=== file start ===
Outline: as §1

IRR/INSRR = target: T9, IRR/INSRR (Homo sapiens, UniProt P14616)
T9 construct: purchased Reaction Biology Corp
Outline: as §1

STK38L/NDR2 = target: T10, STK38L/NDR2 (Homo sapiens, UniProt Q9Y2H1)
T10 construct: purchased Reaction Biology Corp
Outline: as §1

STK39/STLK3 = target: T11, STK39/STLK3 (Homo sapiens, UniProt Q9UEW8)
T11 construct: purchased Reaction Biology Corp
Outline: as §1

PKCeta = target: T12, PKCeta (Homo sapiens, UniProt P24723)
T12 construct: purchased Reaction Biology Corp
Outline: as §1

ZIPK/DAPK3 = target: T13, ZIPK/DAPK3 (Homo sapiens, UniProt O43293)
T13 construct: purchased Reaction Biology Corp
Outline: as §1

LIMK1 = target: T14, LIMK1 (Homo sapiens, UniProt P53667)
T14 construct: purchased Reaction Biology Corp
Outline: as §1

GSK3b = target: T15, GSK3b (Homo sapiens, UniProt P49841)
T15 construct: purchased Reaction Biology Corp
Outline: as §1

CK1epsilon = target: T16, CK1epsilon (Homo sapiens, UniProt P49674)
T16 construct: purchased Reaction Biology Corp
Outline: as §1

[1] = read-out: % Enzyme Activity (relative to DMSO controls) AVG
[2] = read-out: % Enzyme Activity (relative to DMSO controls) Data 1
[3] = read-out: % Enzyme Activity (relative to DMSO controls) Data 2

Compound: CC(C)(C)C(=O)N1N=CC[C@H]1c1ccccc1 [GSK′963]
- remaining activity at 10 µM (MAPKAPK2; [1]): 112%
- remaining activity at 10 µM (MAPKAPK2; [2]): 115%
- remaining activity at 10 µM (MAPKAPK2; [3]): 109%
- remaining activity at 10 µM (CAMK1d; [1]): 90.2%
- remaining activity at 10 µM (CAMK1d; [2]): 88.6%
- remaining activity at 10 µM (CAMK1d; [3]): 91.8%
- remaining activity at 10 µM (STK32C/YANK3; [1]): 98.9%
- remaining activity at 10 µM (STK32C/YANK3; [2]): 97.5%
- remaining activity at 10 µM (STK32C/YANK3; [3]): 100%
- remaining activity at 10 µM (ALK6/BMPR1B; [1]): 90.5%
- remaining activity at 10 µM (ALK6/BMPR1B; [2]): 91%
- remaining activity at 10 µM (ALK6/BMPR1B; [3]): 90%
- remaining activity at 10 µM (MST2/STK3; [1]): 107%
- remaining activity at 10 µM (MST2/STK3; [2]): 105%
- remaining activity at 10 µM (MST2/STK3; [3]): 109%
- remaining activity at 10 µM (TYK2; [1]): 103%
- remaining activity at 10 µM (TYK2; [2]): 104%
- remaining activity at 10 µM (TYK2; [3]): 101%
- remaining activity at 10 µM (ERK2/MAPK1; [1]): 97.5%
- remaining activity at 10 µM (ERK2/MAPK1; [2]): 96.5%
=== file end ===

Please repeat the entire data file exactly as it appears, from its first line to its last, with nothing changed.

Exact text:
Outline: as §1

IRR/INSRR = target: T9, IRR/INSRR (Homo sapiens, UniProt P14616)
T9 construct: purchased Reaction Biology Corp
Outline: as §1

STK38L/NDR2 = target: T10, STK38L/NDR2 (Homo sapiens, UniProt Q9Y2H1)
T10 construct: purchased Reaction Biology Corp
Outline: as §1

STK39/STLK3 = target: T11, STK39/STLK3 (Homo sapiens, UniProt Q9UEW8)
T11 construct: purchased Reaction Biology Corp
Outline: as §1

PKCeta = target: T12, PKCeta (Homo sapiens, UniProt P24723)
T12 construct: purchased Reaction Biology Corp
Outline: as §1

ZIPK/DAPK3 = target: T13, ZIPK/DAPK3 (Homo sapiens, UniProt O43293)
T13 construct: purchased Reaction Biology Corp
Outline: as §1

LIMK1 = target: T14, LIMK1 (Homo sapiens, UniProt P53667)
T14 construct: purchased Reaction Biology Corp
Outline: as §1

GSK3b = target: T15, GSK3b (Homo sapiens, UniProt P49841)
T15 construct: purchased Reaction Biology Corp
Outline: as §1

CK1epsilon = target: T16, CK1epsilon (Homo sapiens, UniProt P49674)
T16 construct: purchased Reaction Biology Corp
Outline: as §1

[1] = read-out: % Enzyme Activity (relative to DMSO controls) AVG
[2] = read-out: % Enzyme Activity (relative to DMSO controls) Data 1
[3] = read-out: % Enzyme Activity (relative to DMSO controls) Data 2

Compound: CC(C)(C)C(=O)N1N=CC[C@H]1c1ccccc1 [GSK′963]
- remaining activity at 10 µM (MAPKAPK2; [1]): 112%
- remaining activity at 10 µM (MAPKAPK2; [2]): 115%
- remaining activity at 10 µM (MAPKAPK2; [3]): 109%
- remaining activity at 10 µM (CAMK1d; [1]): 90.2%
- remaining activity at 10 µM (CAMK1d; [2]): 88.6%
- remaining activity at 10 µM (CAMK1d; [3]): 91.8%
- remaining activity at 10 µM (STK32C/YANK3; [1]): 98.9%
- remaining activity at 10 µM (STK32C/YANK3; [2]): 97.5%
- remaining activity at 10 µM (STK32C/YANK3; [3]): 100%
- remaining activity at 10 µM (ALK6/BMPR1B; [1]): 90.5%
- remaining activity at 10 µM (ALK6/BMPR1B; [2]): 91%
- remaining activity at 10 µM (ALK6/BMPR1B; [3]): 90%
- remaining activity at 10 µM (MST2/STK3; [1]): 107%
- remaining activity at 10 µM (MST2/STK3; [2]): 105%
- remaining activity at 10 µM (MST2/STK3; [3]): 109%
- remaining activity at 10 µM (TYK2; [1]): 103%
- remaining activity at 10 µM (TYK2; [2]): 104%
- remaining activity at 10 µM (TYK2; [3]): 101%
- remaining activity at 10 µM (ERK2/MAPK1; [1]): 97.5%
- remaining activity at 10 µM (ERK2/MAPK1; [2]): 96.5%